Wednesday, February 16, 2011

BBC, VOA to kill Mandarin Language Services =UPDATEDX3=

Taipei Times reported today on a story that's been on the net for several days. One can only echo Arthur Waldron's words:
Voice of America (VOA) plans to end all radio and TV broadcasts in Mandarin and Cantonese starting in October amid a budget cut plan announced by US President Barack Obama, reports said yesterday.

The decision is highly controversial and has already engendered some strong reactions among China watchers.

“Shocking and idiotic,” said Arthur Waldron, professor of international relations at the University of Pennsylvania and an expert on China.

“Information is our strong point. As true news about China comes out, it will be easier for us to deal with them. Radios are very effective indeed at shaping public opinion,” he said.
The short-wave services are being cut in favor of social network and digital network content programming.

But don't worry! There's always more money to keep Guantanamo open and continue the epic foolishness in Afghanistan. In Beijing they must go to bed every night laughing at the leadership of the US.

Meanwhile the BBC, in the grip of austerity madness in the UK, is doing the same thing:
BBC World Service will cease all radio programming – focusing instead, as appropriate, on online, mobile and television content and distribution – in the following languages: Azeri, Mandarin Chinese (note that Cantonese radio programming continues), Russian (save for some programmes which will be distributed online only), Spanish for Cuba, Turkish, Vietnamese, and Ukrainian.
As one expert I saw noted, China is quite capable of blocking digital media access but it is much harder to shut out shortwave broadcasts. He also claimed that VOA Chinese is listened to by policymakers in Beijing as a way to gather open source intelligence on the US -- a very important way to talk directly to the leadership, he observed.

Finally, a number of people have pointed out that at a time when China is ramping up its propaganda all over the world, including in the US, cuts in our side's programs is really a dumb idea.

UPDATE: Alton notes that the TT article says Radio Free Asia will be taking over some of VOA's mandarin broadcast hours, and continuing to broadcast in Mandarin.

UPDATE 2: China's Global Times has multiple propaganda orgasms at the reduction in competition:

The Chinese service of VOA and BBC are heading toward an inevitable fall. In addition to competition from other media, they are being marginalized due to their biased and unprofessional reporting.

As tremendous changes have happened in China, their coverage has been persistently negative, which has increasingly turned away Chinese audiences.

Their Chinese service is coming to a historical end, with their mission unfinished.

UPDATE 3: VOA employees say management pushed them to engage in self-censorship due to pressure from China:
However, even prior to the announcement morale at the service had long been suffering, sources at VOA told the Taipei Times in an interview on Thursday night, speaking on condition of anonymity given the sensitivity of their positions.

In recent years, one source said, not only did employees at VOA Chinese service work terrible shifts, but occasionally they would be reprimanded for failing to provide what management called “balanced” reporting on China.

One instance involved the invitation of World Uyghur Congress leader Rebeiya Kadeer for a show, which resulted in the show’s host being slapped on the wrist afterward for failing to invite a Chinese official to provide the other side of the story.

“The Chinese propaganda is already available for all to listen to,” the source said, adding that VOA did not need to serve as a platform for the views of the Chinese Communist Party and in many cases VOA served as one of the few means for minorities to voice their message out.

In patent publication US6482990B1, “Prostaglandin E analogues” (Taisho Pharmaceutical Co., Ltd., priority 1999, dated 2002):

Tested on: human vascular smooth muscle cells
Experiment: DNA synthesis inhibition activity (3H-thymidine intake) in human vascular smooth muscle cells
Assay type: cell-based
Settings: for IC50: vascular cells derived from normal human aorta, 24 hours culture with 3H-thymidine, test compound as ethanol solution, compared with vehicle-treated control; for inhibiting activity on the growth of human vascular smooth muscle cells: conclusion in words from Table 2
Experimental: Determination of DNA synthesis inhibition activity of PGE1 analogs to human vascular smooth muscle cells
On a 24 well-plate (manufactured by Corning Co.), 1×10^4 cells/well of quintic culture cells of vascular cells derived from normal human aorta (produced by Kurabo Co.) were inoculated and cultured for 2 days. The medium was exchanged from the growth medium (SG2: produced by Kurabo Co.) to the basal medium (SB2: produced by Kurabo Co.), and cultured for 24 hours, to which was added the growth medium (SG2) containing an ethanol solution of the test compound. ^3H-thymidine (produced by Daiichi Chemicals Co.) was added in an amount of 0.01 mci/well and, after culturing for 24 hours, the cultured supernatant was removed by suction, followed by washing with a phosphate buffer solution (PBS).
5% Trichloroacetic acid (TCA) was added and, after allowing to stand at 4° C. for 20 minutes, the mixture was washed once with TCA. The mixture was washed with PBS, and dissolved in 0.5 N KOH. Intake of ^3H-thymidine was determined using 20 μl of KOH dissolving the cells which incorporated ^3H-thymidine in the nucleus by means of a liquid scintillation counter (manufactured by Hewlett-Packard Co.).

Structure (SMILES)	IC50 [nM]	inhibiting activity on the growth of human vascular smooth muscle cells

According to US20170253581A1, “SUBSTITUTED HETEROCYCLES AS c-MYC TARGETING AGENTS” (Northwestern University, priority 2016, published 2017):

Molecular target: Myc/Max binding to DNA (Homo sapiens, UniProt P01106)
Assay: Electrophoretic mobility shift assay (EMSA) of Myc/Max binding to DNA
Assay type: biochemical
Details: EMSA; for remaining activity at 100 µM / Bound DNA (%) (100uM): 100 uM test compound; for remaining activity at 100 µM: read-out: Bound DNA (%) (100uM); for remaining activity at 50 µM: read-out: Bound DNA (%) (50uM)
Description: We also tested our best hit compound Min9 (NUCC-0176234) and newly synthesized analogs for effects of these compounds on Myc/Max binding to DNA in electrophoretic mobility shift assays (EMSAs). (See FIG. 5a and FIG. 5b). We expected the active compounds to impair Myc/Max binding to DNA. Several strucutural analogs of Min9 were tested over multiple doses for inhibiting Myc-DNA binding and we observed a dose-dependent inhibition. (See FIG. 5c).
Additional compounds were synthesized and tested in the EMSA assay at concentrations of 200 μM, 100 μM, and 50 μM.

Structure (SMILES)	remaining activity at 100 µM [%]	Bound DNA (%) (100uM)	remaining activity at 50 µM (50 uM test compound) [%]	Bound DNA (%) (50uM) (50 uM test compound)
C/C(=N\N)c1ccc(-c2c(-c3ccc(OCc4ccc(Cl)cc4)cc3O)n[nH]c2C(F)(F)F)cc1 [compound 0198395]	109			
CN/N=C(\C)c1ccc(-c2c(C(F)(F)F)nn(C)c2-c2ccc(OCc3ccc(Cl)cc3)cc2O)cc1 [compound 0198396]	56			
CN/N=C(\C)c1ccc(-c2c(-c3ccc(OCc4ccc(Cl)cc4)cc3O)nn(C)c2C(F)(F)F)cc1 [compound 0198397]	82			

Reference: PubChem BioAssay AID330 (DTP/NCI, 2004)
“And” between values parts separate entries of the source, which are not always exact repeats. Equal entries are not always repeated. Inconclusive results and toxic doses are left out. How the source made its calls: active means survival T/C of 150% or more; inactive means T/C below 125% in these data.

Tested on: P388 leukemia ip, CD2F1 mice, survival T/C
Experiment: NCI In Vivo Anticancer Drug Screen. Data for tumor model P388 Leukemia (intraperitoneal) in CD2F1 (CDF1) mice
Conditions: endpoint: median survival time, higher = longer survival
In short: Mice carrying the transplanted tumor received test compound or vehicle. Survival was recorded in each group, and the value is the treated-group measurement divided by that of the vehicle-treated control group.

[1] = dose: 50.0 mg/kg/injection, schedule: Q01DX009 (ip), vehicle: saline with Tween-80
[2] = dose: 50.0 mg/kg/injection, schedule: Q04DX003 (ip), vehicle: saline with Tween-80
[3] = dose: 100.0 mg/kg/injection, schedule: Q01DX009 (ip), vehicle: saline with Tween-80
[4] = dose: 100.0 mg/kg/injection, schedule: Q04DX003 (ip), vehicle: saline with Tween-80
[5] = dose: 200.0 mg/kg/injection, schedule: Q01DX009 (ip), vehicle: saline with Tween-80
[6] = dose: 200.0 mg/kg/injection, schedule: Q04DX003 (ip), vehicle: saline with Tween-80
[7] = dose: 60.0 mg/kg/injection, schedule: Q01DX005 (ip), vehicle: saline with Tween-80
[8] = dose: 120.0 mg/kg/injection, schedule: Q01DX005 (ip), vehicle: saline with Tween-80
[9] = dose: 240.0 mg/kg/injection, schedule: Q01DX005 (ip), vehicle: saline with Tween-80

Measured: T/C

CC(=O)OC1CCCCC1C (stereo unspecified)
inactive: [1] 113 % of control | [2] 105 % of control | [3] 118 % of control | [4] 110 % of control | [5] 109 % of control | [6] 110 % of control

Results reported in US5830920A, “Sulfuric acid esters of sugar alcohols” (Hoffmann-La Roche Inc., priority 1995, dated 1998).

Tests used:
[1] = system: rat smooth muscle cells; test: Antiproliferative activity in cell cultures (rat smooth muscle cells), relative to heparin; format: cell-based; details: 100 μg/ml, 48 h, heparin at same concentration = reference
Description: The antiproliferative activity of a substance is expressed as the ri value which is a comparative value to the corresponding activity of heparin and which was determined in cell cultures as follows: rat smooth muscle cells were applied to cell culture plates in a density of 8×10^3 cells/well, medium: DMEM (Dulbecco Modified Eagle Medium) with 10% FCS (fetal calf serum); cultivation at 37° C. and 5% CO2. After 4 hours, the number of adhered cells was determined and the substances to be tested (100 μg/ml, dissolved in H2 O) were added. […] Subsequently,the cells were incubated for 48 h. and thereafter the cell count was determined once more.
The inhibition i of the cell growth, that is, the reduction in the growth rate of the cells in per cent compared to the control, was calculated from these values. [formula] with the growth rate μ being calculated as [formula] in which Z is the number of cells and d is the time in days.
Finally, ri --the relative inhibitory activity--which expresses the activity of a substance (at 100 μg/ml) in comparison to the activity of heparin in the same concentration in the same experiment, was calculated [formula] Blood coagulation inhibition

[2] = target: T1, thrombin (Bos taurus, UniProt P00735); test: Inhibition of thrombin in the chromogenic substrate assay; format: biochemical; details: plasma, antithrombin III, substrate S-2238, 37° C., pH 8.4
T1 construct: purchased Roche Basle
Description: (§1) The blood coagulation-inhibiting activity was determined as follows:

A US gov't radio station serving Beijing's propaganda needs? Disgusting.
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Anonymous said...

Shocking and idiotic indeed. Where is the leadership in the USA? I fear that they don't know what they are up against.

Anonymous said...

Donald Trump on the USA and China

Jenna said...

So...we're cutting this, heating assistance subsidies for the poor, considering public radio cuts, cuts in education but we've still got too much military presence around the world (I"m not against some military assistance globally, just not at the current level), Gitmo hasn't closed yet and there's still plenty of money to ensure that rich people don't have to pay more taxes.

I take voting very seriously but feel pushed ever closer to not voting at all in the next election - I can't in good conscience support a Republican candidate (there are none that I support - NONE) but Obama is severely taxing my patience.

Freeman said...

It's the right thing to do. I don't understand why the big fuss over it. Easy for you all to spew anger here behind the screen. Aside from being hobby bloggers and English teachers, I wonder if any of you understands what it means to deal with budget deficits of this magnitude. And inserting Guantanamo and Afghanistan here is a too simplistic comparison, I really expected more from the author. China's propaganda around the world is all hot air, people are not stupid. In the end all that will matter is the strength of the military, not radio propaganda. Who listens to radio anyway? I can assure you it's not young people. And they are our future.

Michael Turton said...

LOL, the budget deficits aren't caused by VOA, Freeman. They are caused by defeats in the idiotic wars in Afghanistan and Iraq and the victory of the wealthy in our class war at home. They can be fixed easily by returning tax rates on the wealthy to their pre-reagan levels and shutting down the wasteful and criminal war against Islam. But that's too intelligent.

Jenna said...

I'm with Michael. Sorry, Freeman, but VOA didn't cause budget deficits. Costly and unnecessary wars did (seriously, we're now seeing that people who want democracy and freedom will fight for it. Forcing it on them doesn't work), as well as tax breaks for people who don't need them. Let's also talk about how our current travesty of a health care "system" costs us billions, and Medicare and Medicaid seem to be so costly since they're over-soaked Band-Aids on a gushing wound.